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The Promise of Artificial Intelligence for the Enterprise

The market for cognitive solutions will exceed $40 billion in 2020, according to research firm IDC.

Consumers — even if they don’t know it — use artificial intelligence (AI) in many ways, through applications like Microsoft’s Cortana personal assistant or Google Photos, which uses machine learning to group together a user’s pictures. Although AI hasn’t yet taken off in the enterprise market, it soon may.

AI could be used to enhance customer service, provide companies with recommendations based on data analytics, root out fraud or help manufacturers find defects in products before they’re shipped.

The market for AI in the business world is going to heat up, according to research firm IDC, which predicts that the market for cognitively enabled applications and software is going to be worth $40 billion in 2020.

A New Wave of AI

One kind of AI that has gotten a lot of attention lately is machine learning, an artificial intelligence that can learn from and make predictions based on data it accesses. Google is building the technology into the company’s cloud product in hopes of winning enterprise business.

Yet for all of the discussions about how AI is changing the world, it hasn’t transformed the business market quite yet. Stephen Pratt, a former Infosys executive who left his job after eight months of running the Watson AI project for IBM Services, wants to change the equation.

Earlier this month, Pratt, with backing from investment firm TPG Growth, launched Noodle Analytics, or Noodle.ai, which has dubbed itself "the enterprise artificial intelligence company.”

Consumers are getting a taste of AI via smartphone apps and predictive product engines from Amazon, but companies have only scratched the service. "But when it comes to optimizing a company's sales force or supply chain, that's just in its infancy," Pratt, Noodle’s CEO, told IDG News Service.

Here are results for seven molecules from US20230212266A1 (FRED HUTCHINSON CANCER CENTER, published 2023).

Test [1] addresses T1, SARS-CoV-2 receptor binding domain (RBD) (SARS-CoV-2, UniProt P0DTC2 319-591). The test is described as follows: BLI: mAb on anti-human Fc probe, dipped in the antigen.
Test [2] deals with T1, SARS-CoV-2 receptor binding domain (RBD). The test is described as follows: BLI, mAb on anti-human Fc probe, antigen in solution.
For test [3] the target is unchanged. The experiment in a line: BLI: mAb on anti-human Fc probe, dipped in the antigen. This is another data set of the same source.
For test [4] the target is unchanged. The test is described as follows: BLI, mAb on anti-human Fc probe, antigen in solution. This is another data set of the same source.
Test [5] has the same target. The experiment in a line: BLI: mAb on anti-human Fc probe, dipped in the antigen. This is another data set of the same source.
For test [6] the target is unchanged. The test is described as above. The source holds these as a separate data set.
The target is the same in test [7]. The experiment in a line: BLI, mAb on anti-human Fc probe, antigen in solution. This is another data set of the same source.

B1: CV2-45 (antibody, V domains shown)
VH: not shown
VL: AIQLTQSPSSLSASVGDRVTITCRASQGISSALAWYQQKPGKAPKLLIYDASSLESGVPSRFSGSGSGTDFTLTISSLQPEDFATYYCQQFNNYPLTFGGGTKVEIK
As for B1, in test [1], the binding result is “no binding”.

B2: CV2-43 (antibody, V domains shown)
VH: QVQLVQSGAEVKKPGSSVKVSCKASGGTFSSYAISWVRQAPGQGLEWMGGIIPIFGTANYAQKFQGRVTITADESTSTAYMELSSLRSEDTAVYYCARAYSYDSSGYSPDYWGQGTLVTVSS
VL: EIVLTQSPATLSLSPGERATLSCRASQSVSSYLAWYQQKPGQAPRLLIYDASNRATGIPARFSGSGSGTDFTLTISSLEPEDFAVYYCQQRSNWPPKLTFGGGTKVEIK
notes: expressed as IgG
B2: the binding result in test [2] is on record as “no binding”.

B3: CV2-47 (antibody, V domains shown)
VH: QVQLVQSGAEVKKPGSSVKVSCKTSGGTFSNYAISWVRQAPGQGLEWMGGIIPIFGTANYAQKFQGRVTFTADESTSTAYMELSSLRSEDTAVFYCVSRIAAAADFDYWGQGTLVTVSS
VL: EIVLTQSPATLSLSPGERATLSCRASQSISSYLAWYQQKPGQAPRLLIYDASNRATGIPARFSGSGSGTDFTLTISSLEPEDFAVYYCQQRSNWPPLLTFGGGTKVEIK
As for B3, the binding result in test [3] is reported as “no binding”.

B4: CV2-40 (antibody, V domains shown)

Pratt expects AI to become a normal part of how businesses get their work done. "I think AI will be the biggest competitive differentiator in the next three to five years," he says. "Executives who aren't using some form of AI to help them are very quickly going to seem outdated and out of touch."

AI Use Cases for Business

AI is built on several foundational technologies, including natural language processing, speech recognition and structured data analytics, according to IDC analyst David Schubmehl, who specializes in AI. The artificial intelligence engine then uses those technologies and the data it is working with to create a statistical model of the data that can be used, thanks to techniques like machine learning, to make more intelligent or predictive recommendations.

AI is already being used in a variety of ways in the business world. Google uses AI in its AdWords advertising service and its core search, Schubmehl says. IBM Watson’s Engagement Advisor tool is designed specifically to enhance customer service. Saffron Technology, which Intel acquired in October 2015, claims that it used its AI to help a leading insurer save hundreds of thousands of dollars in fraudulent auto insurance claims. And Schubmehl says he just identified a use case in which IPsoft’s Amelia AI is being used to advise mortgage companies on what products to offer.

“I think there’s a tremendous amount of opportunity,” he says. “What we’re really starting to see is that organizations, as they invest in new types of software, are looking to make that software smarter.”

Incorporating various aspects of artificial intelligence can help businesses increase productivity, reduce manpower or provide advisory or recommendation services, Schubmehl says.

AI can help companies with financial fraud investigations, cybersecurity threat analysis, medical and health diagnostics or flaw detection, he adds.

While larger enterprises will likely develop products that use cognitive computing, Schubmehl thinks that small and medium-sized businesses will be “real beneficiaries” of AI. For example, he says that a smaller company could use AI to automatically schedule workers’ meetings based on the company’s scheduling program. He also notes that Microsoft has AI capabilities built into Delve, an Office application that allows colleagues to collaborate on projects in the cloud, surfaces relevant information and enables the sharing of expertise.

Schubmehl says companies like Google, HP Enterprise, IBM and Microsoft are already trying to make it easier for developers to connect to their AI platforms through application program interfaces to create services and apps. These AI platforms also require tremendous amounts of computing and processing power, which he says is good news for companies such as AMD, Intel and Nvidia that are investing in graphics processing units, processors that can assist in machine learning.

agsandrew/ThinkStock
Mar 31 2016

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